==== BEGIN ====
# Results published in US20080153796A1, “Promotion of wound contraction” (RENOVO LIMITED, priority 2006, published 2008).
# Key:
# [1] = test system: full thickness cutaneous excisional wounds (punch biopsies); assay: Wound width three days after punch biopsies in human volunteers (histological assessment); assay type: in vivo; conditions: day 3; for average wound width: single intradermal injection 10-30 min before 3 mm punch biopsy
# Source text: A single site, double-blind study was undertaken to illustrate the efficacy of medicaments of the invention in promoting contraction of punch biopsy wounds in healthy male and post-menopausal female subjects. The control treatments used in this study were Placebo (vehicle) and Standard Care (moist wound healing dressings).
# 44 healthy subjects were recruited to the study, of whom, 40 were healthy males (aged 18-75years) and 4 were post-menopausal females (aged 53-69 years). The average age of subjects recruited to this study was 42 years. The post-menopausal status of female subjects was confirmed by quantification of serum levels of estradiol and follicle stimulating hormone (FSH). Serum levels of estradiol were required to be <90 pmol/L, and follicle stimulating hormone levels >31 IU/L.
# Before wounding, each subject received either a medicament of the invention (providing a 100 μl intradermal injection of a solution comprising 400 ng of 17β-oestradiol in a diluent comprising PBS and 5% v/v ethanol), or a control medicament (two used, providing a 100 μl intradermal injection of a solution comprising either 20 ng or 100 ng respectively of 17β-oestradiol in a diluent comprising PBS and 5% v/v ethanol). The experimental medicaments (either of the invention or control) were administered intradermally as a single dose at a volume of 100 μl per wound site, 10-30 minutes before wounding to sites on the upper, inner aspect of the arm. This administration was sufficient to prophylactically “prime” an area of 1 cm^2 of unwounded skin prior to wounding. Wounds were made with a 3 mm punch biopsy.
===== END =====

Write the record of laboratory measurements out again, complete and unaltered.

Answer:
# Results published in US20080153796A1, “Promotion of wound contraction” (RENOVO LIMITED, priority 2006, published 2008).
# Key:
# [1] = test system: full thickness cutaneous excisional wounds (punch biopsies); assay: Wound width three days after punch biopsies in human volunteers (histological assessment); assay type: in vivo; conditions: day 3; for average wound width: single intradermal injection 10-30 min before 3 mm punch biopsy
# Source text: A single site, double-blind study was undertaken to illustrate the efficacy of medicaments of the invention in promoting contraction of punch biopsy wounds in healthy male and post-menopausal female subjects. The control treatments used in this study were Placebo (vehicle) and Standard Care (moist wound healing dressings).
# 44 healthy subjects were recruited to the study, of whom, 40 were healthy males (aged 18-75years) and 4 were post-menopausal females (aged 53-69 years). The average age of subjects recruited to this study was 42 years. The post-menopausal status of female subjects was confirmed by quantification of serum levels of estradiol and follicle stimulating hormone (FSH). Serum levels of estradiol were required to be <90 pmol/L, and follicle stimulating hormone levels >31 IU/L.
# Before wounding, each subject received either a medicament of the invention (providing a 100 μl intradermal injection of a solution comprising 400 ng of 17β-oestradiol in a diluent comprising PBS and 5% v/v ethanol), or a control medicament (two used, providing a 100 μl intradermal injection of a solution comprising either 20 ng or 100 ng respectively of 17β-oestradiol in a diluent comprising PBS and 5% v/v ethanol). The experimental medicaments (either of the invention or control) were administered intradermally as a single dose at a volume of 100 μl per wound site, 10-30 minutes before wounding to sites on the upper, inner aspect of the arm. This administration was sufficient to prophylactically “prime” an area of 1 cm^2 of unwounded skin prior to wounding. Wounds were made with a 3 mm punch biopsy.